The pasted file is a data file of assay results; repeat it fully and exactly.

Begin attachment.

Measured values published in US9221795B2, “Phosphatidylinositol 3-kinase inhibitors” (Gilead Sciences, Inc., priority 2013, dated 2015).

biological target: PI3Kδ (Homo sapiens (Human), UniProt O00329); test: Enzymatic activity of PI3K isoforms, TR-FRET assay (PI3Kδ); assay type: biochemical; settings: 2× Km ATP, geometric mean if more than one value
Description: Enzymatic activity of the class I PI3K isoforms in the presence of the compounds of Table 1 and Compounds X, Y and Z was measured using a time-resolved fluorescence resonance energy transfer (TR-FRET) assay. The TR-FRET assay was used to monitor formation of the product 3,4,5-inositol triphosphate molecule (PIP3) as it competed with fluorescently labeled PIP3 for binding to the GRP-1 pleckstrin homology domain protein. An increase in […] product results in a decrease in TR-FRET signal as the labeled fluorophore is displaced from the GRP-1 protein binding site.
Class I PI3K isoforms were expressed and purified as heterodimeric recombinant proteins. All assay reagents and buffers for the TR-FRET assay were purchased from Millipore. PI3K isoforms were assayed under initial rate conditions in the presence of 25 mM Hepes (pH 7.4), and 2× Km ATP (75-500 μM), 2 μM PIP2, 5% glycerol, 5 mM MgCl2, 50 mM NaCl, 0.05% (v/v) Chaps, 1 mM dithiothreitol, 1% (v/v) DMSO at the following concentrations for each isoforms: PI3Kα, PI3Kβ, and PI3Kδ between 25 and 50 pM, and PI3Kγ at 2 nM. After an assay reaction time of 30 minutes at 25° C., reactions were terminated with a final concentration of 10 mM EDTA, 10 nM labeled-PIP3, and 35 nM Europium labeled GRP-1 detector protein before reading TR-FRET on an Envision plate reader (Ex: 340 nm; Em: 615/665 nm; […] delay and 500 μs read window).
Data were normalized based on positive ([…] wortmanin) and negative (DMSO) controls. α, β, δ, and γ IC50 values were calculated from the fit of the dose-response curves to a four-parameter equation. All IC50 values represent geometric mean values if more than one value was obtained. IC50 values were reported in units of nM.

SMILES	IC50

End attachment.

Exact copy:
Measured values published in US9221795B2, “Phosphatidylinositol 3-kinase inhibitors” (Gilead Sciences, Inc., priority 2013, dated 2015).

biological target: PI3Kδ (Homo sapiens (Human), UniProt O00329); test: Enzymatic activity of PI3K isoforms, TR-FRET assay (PI3Kδ); assay type: biochemical; settings: 2× Km ATP, geometric mean if more than one value
Description: Enzymatic activity of the class I PI3K isoforms in the presence of the compounds of Table 1 and Compounds X, Y and Z was measured using a time-resolved fluorescence resonance energy transfer (TR-FRET) assay. The TR-FRET assay was used to monitor formation of the product 3,4,5-inositol triphosphate molecule (PIP3) as it competed with fluorescently labeled PIP3 for binding to the GRP-1 pleckstrin homology domain protein. An increase in […] product results in a decrease in TR-FRET signal as the labeled fluorophore is displaced from the GRP-1 protein binding site.
Class I PI3K isoforms were expressed and purified as heterodimeric recombinant proteins. All assay reagents and buffers for the TR-FRET assay were purchased from Millipore. PI3K isoforms were assayed under initial rate conditions in the presence of 25 mM Hepes (pH 7.4), and 2× Km ATP (75-500 μM), 2 μM PIP2, 5% glycerol, 5 mM MgCl2, 50 mM NaCl, 0.05% (v/v) Chaps, 1 mM dithiothreitol, 1% (v/v) DMSO at the following concentrations for each isoforms: PI3Kα, PI3Kβ, and PI3Kδ between 25 and 50 pM, and PI3Kγ at 2 nM. After an assay reaction time of 30 minutes at 25° C., reactions were terminated with a final concentration of 10 mM EDTA, 10 nM labeled-PIP3, and 35 nM Europium labeled GRP-1 detector protein before reading TR-FRET on an Envision plate reader (Ex: 340 nm; Em: 615/665 nm; […] delay and 500 μs read window).
Data were normalized based on positive ([…] wortmanin) and negative (DMSO) controls. α, β, δ, and γ IC50 values were calculated from the fit of the dose-response curves to a four-parameter equation. All IC50 values represent geometric mean values if more than one value was obtained. IC50 values were reported in units of nM.

SMILES	IC50